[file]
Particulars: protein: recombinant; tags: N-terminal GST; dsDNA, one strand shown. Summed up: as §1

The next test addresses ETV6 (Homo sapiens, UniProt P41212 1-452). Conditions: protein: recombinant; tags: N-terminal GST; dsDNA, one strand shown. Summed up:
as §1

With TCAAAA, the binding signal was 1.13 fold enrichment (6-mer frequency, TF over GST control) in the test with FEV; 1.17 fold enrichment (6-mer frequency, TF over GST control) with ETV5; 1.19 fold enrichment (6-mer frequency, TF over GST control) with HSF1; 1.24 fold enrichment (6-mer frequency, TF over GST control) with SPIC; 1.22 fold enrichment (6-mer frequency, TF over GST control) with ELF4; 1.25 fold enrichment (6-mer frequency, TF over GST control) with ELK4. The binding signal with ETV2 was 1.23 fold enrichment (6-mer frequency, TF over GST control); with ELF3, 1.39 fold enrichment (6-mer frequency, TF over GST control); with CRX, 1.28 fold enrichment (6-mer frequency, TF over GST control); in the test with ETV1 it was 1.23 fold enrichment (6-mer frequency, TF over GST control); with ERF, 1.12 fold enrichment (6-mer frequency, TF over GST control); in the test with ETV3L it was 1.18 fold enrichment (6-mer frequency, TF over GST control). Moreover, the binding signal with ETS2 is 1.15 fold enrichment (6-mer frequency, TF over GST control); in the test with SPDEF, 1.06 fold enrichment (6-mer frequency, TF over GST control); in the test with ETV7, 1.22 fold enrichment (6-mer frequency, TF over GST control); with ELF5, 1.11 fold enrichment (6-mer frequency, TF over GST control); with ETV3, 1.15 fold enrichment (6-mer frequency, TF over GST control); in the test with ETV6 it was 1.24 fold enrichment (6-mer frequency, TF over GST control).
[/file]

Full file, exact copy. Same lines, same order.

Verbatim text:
Particulars: protein: recombinant; tags: N-terminal GST; dsDNA, one strand shown. Summed up: as §1

The next test addresses ETV6 (Homo sapiens, UniProt P41212 1-452). Conditions: protein: recombinant; tags: N-terminal GST; dsDNA, one strand shown. Summed up:
as §1

With TCAAAA, the binding signal was 1.13 fold enrichment (6-mer frequency, TF over GST control) in the test with FEV; 1.17 fold enrichment (6-mer frequency, TF over GST control) with ETV5; 1.19 fold enrichment (6-mer frequency, TF over GST control) with HSF1; 1.24 fold enrichment (6-mer frequency, TF over GST control) with SPIC; 1.22 fold enrichment (6-mer frequency, TF over GST control) with ELF4; 1.25 fold enrichment (6-mer frequency, TF over GST control) with ELK4. The binding signal with ETV2 was 1.23 fold enrichment (6-mer frequency, TF over GST control); with ELF3, 1.39 fold enrichment (6-mer frequency, TF over GST control); with CRX, 1.28 fold enrichment (6-mer frequency, TF over GST control); in the test with ETV1 it was 1.23 fold enrichment (6-mer frequency, TF over GST control); with ERF, 1.12 fold enrichment (6-mer frequency, TF over GST control); in the test with ETV3L it was 1.18 fold enrichment (6-mer frequency, TF over GST control). Moreover, the binding signal with ETS2 is 1.15 fold enrichment (6-mer frequency, TF over GST control); in the test with SPDEF, 1.06 fold enrichment (6-mer frequency, TF over GST control); in the test with ETV7, 1.22 fold enrichment (6-mer frequency, TF over GST control); with ELF5, 1.11 fold enrichment (6-mer frequency, TF over GST control); with ETV3, 1.15 fold enrichment (6-mer frequency, TF over GST control); in the test with ETV6 it was 1.24 fold enrichment (6-mer frequency, TF over GST control).